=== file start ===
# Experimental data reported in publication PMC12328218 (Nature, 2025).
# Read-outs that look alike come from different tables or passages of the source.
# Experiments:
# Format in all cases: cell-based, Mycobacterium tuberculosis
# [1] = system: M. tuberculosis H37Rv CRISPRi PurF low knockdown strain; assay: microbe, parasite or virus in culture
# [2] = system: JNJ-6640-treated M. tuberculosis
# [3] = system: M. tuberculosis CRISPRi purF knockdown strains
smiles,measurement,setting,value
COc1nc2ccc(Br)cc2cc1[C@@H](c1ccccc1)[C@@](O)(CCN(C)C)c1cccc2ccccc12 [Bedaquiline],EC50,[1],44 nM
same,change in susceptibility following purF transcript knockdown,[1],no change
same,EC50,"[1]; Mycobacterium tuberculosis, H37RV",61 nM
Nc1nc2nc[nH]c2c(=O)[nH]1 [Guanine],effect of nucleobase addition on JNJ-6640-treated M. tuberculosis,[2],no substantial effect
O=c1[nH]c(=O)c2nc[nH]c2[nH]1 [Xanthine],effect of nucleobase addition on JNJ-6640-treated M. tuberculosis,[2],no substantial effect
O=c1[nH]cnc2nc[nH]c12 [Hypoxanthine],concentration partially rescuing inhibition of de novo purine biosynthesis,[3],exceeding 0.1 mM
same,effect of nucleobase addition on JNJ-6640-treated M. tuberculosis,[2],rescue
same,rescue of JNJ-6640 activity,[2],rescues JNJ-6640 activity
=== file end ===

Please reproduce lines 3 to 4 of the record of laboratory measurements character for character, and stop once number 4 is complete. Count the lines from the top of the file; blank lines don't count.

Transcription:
# Experiments:
# Format in all cases: cell-based, Mycobacterium tuberculosis